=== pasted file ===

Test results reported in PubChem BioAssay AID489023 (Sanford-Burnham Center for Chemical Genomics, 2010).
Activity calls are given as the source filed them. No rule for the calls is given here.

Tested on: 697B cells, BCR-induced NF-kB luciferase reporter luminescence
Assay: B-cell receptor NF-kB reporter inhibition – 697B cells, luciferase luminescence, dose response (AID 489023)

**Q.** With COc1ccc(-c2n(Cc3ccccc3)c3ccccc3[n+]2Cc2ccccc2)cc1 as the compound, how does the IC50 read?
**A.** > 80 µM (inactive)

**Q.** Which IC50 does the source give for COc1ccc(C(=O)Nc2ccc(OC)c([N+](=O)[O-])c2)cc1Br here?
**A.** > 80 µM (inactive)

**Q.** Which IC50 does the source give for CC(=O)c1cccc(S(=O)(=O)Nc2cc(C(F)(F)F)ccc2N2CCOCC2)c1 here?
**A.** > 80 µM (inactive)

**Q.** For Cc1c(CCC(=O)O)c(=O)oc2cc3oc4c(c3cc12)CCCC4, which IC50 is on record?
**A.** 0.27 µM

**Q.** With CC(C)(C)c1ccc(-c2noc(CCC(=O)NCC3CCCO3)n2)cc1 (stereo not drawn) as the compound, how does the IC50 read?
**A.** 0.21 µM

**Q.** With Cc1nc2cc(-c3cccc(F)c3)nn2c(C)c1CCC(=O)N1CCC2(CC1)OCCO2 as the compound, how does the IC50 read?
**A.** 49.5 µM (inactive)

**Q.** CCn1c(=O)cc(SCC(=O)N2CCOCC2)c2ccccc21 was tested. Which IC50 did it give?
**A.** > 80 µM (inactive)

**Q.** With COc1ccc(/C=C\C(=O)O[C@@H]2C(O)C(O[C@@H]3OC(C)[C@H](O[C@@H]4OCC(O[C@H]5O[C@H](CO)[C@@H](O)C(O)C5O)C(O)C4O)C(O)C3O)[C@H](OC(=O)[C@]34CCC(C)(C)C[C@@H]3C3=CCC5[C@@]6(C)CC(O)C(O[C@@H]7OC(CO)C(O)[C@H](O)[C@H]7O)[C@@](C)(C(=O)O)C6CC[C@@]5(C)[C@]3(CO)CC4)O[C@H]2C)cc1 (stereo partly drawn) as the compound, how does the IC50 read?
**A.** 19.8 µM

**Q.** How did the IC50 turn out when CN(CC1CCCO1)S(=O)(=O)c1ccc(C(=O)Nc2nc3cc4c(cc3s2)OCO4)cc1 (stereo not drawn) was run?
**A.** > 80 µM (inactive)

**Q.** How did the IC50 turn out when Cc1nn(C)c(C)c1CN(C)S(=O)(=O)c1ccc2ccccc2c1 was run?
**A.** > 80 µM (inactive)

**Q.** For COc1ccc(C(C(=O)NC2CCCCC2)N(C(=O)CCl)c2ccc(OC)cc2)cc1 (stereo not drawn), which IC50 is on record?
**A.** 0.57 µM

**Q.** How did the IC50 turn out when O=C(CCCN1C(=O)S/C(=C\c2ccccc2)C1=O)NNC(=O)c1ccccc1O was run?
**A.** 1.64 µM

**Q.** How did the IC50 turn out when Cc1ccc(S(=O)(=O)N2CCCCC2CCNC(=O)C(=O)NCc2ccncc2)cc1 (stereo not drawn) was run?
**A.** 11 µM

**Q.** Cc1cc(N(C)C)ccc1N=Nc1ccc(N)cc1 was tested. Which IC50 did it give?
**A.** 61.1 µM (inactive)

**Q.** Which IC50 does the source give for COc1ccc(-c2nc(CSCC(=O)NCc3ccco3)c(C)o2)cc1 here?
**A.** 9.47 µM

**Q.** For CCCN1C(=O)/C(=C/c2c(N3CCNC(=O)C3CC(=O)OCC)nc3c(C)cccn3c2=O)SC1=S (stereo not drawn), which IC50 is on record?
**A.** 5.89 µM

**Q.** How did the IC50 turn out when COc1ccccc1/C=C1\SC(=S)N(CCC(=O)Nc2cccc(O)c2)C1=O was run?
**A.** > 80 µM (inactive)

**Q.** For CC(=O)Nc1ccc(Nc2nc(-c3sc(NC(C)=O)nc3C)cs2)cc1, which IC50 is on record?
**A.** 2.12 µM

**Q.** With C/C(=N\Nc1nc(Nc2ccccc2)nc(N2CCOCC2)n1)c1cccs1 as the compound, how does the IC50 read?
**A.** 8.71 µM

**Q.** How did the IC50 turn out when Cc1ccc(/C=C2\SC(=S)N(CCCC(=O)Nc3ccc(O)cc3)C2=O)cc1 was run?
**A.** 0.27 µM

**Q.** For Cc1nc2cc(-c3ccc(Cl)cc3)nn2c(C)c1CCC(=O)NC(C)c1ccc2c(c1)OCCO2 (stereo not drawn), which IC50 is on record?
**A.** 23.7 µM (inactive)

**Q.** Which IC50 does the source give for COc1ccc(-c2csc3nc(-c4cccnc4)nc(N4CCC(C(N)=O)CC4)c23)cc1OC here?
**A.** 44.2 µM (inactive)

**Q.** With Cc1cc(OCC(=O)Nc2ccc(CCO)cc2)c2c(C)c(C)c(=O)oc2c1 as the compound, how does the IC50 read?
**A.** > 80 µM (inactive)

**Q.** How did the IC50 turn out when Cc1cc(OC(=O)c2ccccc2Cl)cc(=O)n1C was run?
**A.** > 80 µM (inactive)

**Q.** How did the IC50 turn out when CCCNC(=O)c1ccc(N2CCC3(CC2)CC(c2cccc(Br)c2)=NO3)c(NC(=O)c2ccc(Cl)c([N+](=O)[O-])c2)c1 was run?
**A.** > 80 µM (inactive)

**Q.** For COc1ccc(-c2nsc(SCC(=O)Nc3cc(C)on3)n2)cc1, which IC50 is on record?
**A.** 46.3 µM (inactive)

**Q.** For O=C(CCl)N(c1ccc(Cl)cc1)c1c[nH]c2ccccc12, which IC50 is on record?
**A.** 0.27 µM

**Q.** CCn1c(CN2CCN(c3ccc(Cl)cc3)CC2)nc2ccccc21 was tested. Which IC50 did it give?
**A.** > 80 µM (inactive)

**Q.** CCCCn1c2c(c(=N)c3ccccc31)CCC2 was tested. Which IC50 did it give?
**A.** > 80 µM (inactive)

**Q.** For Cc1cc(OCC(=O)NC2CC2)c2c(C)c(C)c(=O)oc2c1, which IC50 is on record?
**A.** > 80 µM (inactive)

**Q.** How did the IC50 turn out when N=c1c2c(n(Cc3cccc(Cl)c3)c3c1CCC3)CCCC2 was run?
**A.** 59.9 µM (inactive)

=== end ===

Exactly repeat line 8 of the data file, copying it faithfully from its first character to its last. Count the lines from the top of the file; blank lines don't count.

**A.** > 80 µM (inactive)